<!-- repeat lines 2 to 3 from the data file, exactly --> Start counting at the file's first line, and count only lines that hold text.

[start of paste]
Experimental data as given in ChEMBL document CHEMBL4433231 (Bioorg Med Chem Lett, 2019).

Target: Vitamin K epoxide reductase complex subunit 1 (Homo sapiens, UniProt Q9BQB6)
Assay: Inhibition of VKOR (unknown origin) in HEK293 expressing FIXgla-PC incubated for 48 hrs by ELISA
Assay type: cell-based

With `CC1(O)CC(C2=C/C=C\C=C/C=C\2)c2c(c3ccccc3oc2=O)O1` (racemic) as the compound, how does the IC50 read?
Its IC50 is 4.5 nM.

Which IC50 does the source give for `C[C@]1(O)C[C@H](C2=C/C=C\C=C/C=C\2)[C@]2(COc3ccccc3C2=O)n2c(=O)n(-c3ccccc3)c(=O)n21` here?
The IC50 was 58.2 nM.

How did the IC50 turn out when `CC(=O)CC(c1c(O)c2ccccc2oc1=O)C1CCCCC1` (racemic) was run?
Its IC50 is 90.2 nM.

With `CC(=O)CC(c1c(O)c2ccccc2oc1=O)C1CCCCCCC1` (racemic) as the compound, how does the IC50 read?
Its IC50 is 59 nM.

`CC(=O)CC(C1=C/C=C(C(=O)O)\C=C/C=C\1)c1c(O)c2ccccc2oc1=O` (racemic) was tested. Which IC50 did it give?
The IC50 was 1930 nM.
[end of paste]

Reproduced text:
Target: Vitamin K epoxide reductase complex subunit 1 (Homo sapiens, UniProt Q9BQB6)
Assay: Inhibition of VKOR (unknown origin) in HEK293 expressing FIXgla-PC incubated for 48 hrs by ELISA